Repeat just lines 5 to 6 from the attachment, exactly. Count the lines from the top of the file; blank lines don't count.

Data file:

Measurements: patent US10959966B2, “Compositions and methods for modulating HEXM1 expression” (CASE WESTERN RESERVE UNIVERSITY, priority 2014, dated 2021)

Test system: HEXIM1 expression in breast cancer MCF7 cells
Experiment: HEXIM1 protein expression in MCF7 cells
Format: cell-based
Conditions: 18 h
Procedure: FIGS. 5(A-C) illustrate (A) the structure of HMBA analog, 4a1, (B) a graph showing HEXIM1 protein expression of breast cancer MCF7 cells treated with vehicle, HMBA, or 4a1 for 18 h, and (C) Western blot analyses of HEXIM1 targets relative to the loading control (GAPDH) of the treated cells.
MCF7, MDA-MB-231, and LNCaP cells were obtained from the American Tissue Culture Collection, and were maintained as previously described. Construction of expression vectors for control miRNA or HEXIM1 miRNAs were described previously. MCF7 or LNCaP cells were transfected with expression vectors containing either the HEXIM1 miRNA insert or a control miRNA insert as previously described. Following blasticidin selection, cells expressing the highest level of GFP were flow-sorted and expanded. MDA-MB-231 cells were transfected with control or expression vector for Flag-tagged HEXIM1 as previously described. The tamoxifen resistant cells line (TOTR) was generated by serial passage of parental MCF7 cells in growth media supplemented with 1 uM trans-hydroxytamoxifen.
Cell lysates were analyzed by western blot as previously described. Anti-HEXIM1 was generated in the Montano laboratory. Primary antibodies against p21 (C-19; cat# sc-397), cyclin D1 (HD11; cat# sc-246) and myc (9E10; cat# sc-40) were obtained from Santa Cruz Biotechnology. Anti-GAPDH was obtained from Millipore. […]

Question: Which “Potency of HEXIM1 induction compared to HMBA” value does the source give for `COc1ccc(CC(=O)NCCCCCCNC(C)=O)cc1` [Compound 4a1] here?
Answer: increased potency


Conditions: 18 h
Procedure: FIGS. 5(A-C) illustrate (A) the structure of HMBA analog, 4a1, (B) a graph showing HEXIM1 protein expression of breast cancer MCF7 cells treated with vehicle, HMBA, or 4a1 for 18 h, and (C) Western blot analyses of HEXIM1 targets relative to the loading control (GAPDH) of the treated cells.